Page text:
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Financial regulation: The G20’s missing Chinese dream

Summary:
The current fairly peripheral role of China in the global financial regulatory system is increasingly problematic. The system needs a guiding vision in which China becomes much more central – a ‘Chinese dream.’ This paper outlines three clusters of initiatives to achieve a global financial regulatory system in which China holds a major position. China’s recent emergence as a leading global economic and financial powerhouse has implications for all aspects of global governance. While a growing body of literature has analysed the consequences for international trade arrangements, the International Monetary Fund (IMF) and Multilateral Development Banks (MDBs), fewer studies have focused on the cluster of institutions that oversee financial regulatory standard-setting and policy development at the global level, referred to here as the global financial regulatory system. In spite of significant crisis-induced changes in the last decade, this system has not sufficiently adapted to the new reality of China’s prominence, and has remained unsustainably centred on incumbent North Atlantic financial systems. This lagging pattern is in the interest neither of the incumbents, nor of China, nor of the world as a whole.

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The current fairly peripheral role of China in the global financial regulatory system is increasingly problematic. The system needs a guiding vision in which China becomes much more central – a ‘Chinese dream.’ This paper outlines three clusters of initiatives to achieve a global financial regulatory system in which China holds a major position.

China’s recent emergence as a leading global economic and financial powerhouse has implications for all aspects of global governance. While a growing body of literature has analysed the consequences for international trade arrangements, the International Monetary Fund (IMF) and Multilateral Development Banks (MDBs), fewer studies have focused on the cluster of institutions that oversee financial regulatory standard-setting and policy development at the global level, referred to here as the global financial regulatory system.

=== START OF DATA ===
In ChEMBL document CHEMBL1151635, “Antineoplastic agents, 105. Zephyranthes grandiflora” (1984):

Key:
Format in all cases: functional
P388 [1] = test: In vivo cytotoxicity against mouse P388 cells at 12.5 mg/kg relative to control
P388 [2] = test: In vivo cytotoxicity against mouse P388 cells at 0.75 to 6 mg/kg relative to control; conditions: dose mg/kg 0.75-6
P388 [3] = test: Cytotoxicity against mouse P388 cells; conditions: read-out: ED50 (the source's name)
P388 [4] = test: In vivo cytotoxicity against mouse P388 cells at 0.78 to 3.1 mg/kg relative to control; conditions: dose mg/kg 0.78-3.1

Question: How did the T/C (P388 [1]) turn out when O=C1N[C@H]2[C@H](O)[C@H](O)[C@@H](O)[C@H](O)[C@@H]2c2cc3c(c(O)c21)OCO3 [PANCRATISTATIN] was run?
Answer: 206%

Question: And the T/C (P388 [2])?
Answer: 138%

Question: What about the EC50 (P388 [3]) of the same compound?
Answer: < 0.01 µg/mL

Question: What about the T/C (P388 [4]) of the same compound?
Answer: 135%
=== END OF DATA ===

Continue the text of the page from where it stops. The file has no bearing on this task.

In spite of significant crisis-induced changes in the last decade, this system has not sufficiently adapted to the new reality of China’s prominence, and has remained unsustainably centred on incumbent North Atlantic financial systems. This lagging pattern is in the interest neither of the incumbents, nor of China, nor of the world as a whole.

In order to move towards a better institutional balance, global financial regulatory bodies should increase the presence and prominence of Chinese participants in their governance and operations. China should correspondingly offer greater engagement, and promote institutional improvements to address some of the challenges that the global system in its current form has been unable to tackle.

Nicolas Véron
Nicolas Véron is a senior fellow at Bruegel, and a visiting fellow at the Peterson Institute for International Economics in Washington, DC. His research is mostly about financial systems and financial reform around the world, including global financial regulatory initiatives and current developments in the European Union.

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